Speaking at the Future of the Financial System conference in Westminster last week, Cable said taxpayer-funded banks have been allowed to carry on operating with only limited Government intervention.
He said: “In the Government’s own strange way, capital has been put into banks but the Government has kept an arm’s-length distance from them and allowed them to operate as commercial banks.
“This has utterly perverse consequences. There are no incentives for nationalised banks to increase their lending and this has contributed to the credit crunch.”
Cable said the Government should have temporarily nationalised the banks that failed and taken greater control of their operations, as the Israeli government did in the 1980s. He insists that this would have ensured that new lending picked up.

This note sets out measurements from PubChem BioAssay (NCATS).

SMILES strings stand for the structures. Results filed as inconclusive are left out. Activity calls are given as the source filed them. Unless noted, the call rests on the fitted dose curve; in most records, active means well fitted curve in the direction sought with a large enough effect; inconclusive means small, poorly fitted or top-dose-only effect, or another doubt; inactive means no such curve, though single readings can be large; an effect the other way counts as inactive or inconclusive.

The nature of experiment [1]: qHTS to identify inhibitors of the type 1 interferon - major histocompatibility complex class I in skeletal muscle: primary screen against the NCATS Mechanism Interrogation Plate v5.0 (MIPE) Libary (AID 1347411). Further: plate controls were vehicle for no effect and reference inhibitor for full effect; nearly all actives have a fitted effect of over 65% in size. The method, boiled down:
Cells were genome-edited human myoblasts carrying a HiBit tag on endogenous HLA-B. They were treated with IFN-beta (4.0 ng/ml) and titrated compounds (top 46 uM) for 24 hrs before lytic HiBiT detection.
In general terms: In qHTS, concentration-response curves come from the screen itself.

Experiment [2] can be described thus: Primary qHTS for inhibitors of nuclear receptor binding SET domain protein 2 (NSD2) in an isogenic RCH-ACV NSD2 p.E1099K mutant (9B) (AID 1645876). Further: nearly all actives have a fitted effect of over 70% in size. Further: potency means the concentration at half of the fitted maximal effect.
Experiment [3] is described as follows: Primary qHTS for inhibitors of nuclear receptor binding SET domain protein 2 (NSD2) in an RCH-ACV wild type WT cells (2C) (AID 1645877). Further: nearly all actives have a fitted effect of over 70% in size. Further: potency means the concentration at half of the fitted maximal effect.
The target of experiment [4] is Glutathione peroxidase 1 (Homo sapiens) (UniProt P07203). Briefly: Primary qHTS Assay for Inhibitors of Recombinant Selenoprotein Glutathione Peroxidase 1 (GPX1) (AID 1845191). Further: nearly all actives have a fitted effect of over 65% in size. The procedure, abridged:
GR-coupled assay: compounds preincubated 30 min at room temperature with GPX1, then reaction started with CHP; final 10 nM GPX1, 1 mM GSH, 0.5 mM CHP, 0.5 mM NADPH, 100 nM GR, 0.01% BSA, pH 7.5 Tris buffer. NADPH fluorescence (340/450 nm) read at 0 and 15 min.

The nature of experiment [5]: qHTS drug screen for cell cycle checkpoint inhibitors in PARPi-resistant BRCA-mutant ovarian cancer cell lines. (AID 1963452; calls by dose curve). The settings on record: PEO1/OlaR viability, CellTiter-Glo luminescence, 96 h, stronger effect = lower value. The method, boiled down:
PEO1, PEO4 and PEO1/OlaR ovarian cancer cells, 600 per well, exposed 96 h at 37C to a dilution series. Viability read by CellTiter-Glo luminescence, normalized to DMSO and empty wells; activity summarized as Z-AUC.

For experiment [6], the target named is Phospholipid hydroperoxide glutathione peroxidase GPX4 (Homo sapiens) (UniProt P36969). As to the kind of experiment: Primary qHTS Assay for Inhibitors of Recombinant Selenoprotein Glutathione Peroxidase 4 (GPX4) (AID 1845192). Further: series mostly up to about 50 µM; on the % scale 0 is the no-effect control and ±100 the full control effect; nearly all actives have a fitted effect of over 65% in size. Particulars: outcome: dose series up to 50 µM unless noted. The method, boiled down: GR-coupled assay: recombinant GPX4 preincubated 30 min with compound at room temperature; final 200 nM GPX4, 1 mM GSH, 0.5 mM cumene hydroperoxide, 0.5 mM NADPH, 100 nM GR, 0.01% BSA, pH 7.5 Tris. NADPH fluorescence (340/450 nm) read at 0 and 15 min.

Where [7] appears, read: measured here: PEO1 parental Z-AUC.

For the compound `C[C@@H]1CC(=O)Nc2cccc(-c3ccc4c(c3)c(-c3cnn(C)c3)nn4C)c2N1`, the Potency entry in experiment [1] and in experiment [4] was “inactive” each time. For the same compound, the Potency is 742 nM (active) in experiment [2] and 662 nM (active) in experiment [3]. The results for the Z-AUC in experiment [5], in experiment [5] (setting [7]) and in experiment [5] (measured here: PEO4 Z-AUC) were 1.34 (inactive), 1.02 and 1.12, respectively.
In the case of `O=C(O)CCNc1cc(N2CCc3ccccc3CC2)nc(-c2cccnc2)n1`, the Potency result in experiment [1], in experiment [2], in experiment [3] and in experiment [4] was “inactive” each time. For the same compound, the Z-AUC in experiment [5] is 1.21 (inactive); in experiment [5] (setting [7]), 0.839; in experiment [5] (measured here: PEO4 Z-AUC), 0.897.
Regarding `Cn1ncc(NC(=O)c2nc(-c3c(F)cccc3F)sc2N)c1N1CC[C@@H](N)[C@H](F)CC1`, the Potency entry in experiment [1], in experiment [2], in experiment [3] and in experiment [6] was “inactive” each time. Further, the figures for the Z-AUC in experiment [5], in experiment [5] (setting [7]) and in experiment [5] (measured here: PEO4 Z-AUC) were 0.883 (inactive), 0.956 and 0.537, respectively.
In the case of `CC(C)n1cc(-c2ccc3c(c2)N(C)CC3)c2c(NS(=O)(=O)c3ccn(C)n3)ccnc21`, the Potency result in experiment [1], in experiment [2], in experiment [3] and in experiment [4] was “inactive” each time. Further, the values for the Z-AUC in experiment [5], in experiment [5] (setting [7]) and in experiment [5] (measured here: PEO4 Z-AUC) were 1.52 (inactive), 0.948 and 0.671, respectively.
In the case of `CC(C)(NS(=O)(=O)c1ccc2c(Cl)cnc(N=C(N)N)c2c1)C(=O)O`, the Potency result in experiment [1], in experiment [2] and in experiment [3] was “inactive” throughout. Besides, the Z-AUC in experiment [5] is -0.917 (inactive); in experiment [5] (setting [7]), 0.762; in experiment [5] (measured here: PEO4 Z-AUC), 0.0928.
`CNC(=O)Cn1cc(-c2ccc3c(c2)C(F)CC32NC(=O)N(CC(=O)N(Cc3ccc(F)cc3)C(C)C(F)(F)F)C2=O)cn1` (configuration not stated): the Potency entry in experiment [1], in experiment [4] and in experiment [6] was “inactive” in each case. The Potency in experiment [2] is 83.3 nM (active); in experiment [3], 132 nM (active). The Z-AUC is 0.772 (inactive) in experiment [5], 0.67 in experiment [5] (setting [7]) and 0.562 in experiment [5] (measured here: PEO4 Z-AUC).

He said: “Many of us are puzzled that the Government has not followed that model n the UK.”
Cable dismissed the argument that tougher control over nationalised banks would threaten London’s global proposition.
He said: “The problem is that the banks are being rescued by the UK, they are not being rescued by the globe, so the Government should serve UK taxpayer interests and that is something it is trying hard to avoid.”
Bill Warren Compliance managing director Bill Warren agrees that nationalised banks should be doing more to serve taxpayer interests.
He adds: “What I do not understand is that despite the Government establishing a separate bank to take on toxic assets, banks are still so reluctant to lend. I understand that banks have to be cautious about lending to businesses at the moment but I cannot see why there is not more money being given out on the mortgage side.”